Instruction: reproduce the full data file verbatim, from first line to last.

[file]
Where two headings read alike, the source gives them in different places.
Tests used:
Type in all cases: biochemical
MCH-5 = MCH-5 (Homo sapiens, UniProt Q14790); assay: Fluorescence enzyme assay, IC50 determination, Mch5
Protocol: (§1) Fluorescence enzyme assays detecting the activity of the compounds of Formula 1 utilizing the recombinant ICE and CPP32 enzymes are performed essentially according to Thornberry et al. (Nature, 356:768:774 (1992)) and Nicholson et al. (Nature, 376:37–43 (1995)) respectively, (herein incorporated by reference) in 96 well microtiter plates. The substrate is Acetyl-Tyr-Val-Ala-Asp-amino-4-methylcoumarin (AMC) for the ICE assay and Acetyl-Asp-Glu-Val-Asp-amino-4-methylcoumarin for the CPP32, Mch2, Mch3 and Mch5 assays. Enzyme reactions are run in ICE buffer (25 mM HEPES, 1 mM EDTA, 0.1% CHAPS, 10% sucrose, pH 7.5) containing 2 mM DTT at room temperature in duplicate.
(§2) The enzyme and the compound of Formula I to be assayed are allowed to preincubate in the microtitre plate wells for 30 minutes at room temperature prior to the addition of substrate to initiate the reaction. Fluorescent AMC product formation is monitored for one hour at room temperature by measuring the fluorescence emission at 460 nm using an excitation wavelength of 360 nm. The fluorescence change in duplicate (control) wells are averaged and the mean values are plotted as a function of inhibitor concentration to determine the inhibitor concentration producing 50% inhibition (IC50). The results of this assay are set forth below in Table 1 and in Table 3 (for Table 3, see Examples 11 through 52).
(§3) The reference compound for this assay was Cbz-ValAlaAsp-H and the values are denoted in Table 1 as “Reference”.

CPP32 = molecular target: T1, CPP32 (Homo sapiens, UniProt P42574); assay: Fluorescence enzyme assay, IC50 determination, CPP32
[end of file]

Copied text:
Where two headings read alike, the source gives them in different places.
Tests used:
Type in all cases: biochemical
MCH-5 = MCH-5 (Homo sapiens, UniProt Q14790); assay: Fluorescence enzyme assay, IC50 determination, Mch5
Protocol: (§1) Fluorescence enzyme assays detecting the activity of the compounds of Formula 1 utilizing the recombinant ICE and CPP32 enzymes are performed essentially according to Thornberry et al. (Nature, 356:768:774 (1992)) and Nicholson et al. (Nature, 376:37–43 (1995)) respectively, (herein incorporated by reference) in 96 well microtiter plates. The substrate is Acetyl-Tyr-Val-Ala-Asp-amino-4-methylcoumarin (AMC) for the ICE assay and Acetyl-Asp-Glu-Val-Asp-amino-4-methylcoumarin for the CPP32, Mch2, Mch3 and Mch5 assays. Enzyme reactions are run in ICE buffer (25 mM HEPES, 1 mM EDTA, 0.1% CHAPS, 10% sucrose, pH 7.5) containing 2 mM DTT at room temperature in duplicate.
(§2) The enzyme and the compound of Formula I to be assayed are allowed to preincubate in the microtitre plate wells for 30 minutes at room temperature prior to the addition of substrate to initiate the reaction. Fluorescent AMC product formation is monitored for one hour at room temperature by measuring the fluorescence emission at 460 nm using an excitation wavelength of 360 nm. The fluorescence change in duplicate (control) wells are averaged and the mean values are plotted as a function of inhibitor concentration to determine the inhibitor concentration producing 50% inhibition (IC50). The results of this assay are set forth below in Table 1 and in Table 3 (for Table 3, see Examples 11 through 52).
(§3) The reference compound for this assay was Cbz-ValAlaAsp-H and the values are denoted in Table 1 as “Reference”.

CPP32 = molecular target: T1, CPP32 (Homo sapiens, UniProt P42574); assay: Fluorescence enzyme assay, IC50 determination, CPP32